Running Stairs For Fat Loss

I recently got this stair running workout emailed to me from Paul Becker and wanted to make it available. I’ve been waiting for the snow to melt so I can get back into stair running this spring. On the north bank of the Saskatchewan River here in Edmonton, there are a good number of different sets of stairs along the river valley trails. The stair running is perfect because of the varying angles. One set of stairs known as the Royal Glenora stairs has two built in rest points during it’s flight.

Running stairs is very taxing on the lungs and legs but is perfect for building endurance and ass. If you’re a regular reader of this blog and my posts, you’ll know that my trainer does not train legs, she trains ass. Running stairs is a perfect ass building workout as it burns fat and builds lung strength.

Running Stairs For Fat Loss

running stairs
One of the best ways of cardio training is to run stairs. Here is a training plan to get you in shape fast!

As with any workout, start out with a good warm up and stretch. You just may want to start by walking the stairs, then proceed to jogging and then to running.

It’s a good idea not to begin this stair workout until you get yourself in good physical condition by jogging 15 to 25 minutes, 3 to 4 times a week for at least 3 to 4 weeks. This will strengthen your heart and lungs so it won’t be too much of a demand on your body.

Sample Running Stairs Cardio Workout

Find a flight of stairs that has at least 20-30 stairs (a track with stadium seating at a high school or local college is ideal).
Walk up the stairs to the top and then down the stairs to the bottom 3-5 times. After this warm-up you will begin the workout.

1) Sprint from the bottom of the stairs to the top as fast as possible

2) Then walk down.

3) Repeat this routine for a total of three to five sets. Your legs should be pretty sore the next day. Work your way up to a total of ten sets.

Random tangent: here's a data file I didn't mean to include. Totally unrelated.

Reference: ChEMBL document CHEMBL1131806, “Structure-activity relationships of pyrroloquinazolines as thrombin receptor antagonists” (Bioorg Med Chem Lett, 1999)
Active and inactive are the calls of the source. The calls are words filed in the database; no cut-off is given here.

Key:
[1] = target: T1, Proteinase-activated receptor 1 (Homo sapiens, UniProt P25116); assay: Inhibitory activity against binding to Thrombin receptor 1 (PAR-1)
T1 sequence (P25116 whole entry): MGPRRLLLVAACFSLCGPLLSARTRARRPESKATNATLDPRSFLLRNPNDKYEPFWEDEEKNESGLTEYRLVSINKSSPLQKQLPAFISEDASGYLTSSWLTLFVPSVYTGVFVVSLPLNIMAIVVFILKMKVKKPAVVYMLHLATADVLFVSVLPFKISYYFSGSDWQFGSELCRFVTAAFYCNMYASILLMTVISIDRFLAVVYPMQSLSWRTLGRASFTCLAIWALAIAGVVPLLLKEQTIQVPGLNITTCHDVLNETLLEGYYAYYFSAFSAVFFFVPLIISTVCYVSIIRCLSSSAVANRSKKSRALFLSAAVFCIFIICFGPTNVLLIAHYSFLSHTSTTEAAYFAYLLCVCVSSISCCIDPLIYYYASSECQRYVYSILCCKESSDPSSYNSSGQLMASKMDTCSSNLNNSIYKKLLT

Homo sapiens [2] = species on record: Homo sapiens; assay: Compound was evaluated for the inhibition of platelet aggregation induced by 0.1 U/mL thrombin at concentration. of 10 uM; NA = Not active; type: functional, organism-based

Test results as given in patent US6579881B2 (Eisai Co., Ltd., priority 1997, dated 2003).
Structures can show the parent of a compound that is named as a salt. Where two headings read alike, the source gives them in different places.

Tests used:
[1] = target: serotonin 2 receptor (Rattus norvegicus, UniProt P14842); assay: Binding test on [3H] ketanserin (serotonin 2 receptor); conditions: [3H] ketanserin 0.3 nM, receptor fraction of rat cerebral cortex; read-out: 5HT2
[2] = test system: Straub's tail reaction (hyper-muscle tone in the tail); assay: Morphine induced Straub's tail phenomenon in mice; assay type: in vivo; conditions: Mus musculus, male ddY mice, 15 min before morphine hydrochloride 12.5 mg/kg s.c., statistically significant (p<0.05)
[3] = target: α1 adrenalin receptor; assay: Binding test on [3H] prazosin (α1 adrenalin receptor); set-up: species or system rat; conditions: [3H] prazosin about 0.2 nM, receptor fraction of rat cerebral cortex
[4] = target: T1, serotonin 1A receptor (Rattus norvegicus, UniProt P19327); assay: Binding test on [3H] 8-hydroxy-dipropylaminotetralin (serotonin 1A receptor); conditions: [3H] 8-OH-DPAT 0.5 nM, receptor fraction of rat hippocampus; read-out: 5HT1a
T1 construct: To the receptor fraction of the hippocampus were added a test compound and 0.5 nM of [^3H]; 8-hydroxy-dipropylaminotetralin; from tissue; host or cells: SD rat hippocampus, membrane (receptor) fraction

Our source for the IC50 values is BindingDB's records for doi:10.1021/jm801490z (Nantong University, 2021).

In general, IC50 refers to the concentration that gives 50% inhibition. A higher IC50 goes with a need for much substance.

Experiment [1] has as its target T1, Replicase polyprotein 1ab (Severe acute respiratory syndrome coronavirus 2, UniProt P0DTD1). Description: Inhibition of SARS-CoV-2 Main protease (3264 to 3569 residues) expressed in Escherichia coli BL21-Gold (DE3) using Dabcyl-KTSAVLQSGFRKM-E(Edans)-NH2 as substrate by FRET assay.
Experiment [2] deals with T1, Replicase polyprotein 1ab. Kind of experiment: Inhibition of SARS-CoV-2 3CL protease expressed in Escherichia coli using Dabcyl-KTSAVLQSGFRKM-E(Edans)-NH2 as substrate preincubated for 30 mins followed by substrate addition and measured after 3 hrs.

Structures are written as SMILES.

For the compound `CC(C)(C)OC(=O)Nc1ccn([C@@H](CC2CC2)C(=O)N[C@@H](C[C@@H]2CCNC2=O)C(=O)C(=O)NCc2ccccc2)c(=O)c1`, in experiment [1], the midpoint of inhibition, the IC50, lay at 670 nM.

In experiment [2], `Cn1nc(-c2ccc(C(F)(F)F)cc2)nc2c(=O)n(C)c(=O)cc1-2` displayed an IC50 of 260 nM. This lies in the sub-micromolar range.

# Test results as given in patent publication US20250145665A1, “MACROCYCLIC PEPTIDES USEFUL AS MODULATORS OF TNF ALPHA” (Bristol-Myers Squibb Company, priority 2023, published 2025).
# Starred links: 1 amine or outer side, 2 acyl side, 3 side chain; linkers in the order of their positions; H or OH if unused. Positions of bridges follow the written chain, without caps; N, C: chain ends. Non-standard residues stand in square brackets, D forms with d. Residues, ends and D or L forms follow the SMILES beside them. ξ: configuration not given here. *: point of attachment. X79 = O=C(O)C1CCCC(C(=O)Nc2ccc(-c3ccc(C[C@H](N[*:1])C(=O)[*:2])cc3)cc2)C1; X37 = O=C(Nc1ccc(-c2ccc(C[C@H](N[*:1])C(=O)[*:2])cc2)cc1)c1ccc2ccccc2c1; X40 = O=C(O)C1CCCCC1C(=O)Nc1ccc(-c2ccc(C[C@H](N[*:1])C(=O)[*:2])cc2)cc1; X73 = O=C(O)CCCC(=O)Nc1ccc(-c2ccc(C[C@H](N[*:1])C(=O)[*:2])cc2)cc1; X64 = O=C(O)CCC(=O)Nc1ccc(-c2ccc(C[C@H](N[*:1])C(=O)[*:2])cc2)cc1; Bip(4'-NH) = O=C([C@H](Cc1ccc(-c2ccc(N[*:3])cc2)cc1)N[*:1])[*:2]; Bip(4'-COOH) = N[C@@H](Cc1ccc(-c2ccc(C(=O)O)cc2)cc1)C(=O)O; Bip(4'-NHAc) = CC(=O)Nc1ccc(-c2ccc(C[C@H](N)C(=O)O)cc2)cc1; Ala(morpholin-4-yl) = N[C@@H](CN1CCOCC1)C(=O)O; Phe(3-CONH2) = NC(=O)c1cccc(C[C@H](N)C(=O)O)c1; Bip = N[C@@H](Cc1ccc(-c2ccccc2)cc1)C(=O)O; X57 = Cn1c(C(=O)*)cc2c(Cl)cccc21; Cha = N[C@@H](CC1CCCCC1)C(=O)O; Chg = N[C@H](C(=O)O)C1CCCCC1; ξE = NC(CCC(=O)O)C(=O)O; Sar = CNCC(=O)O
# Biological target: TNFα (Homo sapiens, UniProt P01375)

As your conditioning improves you have many more options to continually challenge your anaerobic system.

Run more flights of stairs
Increase your sets
Use a weighed vest

It’s my intention to be running stairs 3x a week by June and to continue this until I leave for my Mt Everest base camp climb in October.

I have to say though, that if you’re new to stairs, begin by walking them. As I said in the beginning, running stairs is quite taxing on the lungs and legs.


  1. Hi, You look great! I just happen to be clicking around looking at different blogs. I have just started my weight loss journey. I am using Curves for the start of my program but do you have any suggestions as food diets. They all say they work.

  2. Hi Lisa, Thanks.

    Food diets? it depends on what it is that you want actually. I am in the first 1/4 of developing a 12 week program introducing people to whole foods that I’d love to tell you about (in about 8 more weeks, lol)

    I’d say join the weight loss forum and have a snoop around there.

  3. Stair running has been around for a long time, but I don’t hear much about it anymore. I remember my brother used to run stairs in the stadium when he was on the football and track teams — it was good conditioning for both sports. I’ve come a long way but it’s definitely not something I’m ready for yet!

  4. Can’t agree more.

    Stairs kick ass! I regularly do HIIT-style (High Intensity Interval Training) workouts as an alternative to my regular cardio. I either run a few times up and down this hill nearby OR I run the stairs in a nearby building which is 20 floors.

    Both of them are brutal when you give yourself 100%. The workout doesn’t really last longer than 5 minutes, but the afterburn is a killer.

    Another good HIIT method, which focuses less on the ASS and more on the arms and pecs, is the rowing machine (or whatever it’s called… English is not my native language). This machine definitely gets your heart rate up as well!

    Good you luck with your program.

  5. Former fat guy, you are truly an inspiration
    For those of us who travel alot, using the hotel steps if a gym is not readily available is such a viable option

  6. I just got back from my first stair climbing/running in a few years after reading your blog. Thanks for the helpful tips and good luck with your training. Wow! Everest!

  7. @Carrie – awesome. Yep, Everest (base camp anyway). Successfully got there all healthy and well (except for a nagging cough from altitude).

    Next up is Aconcagua in Jan of 2012. Gotta start training for that now

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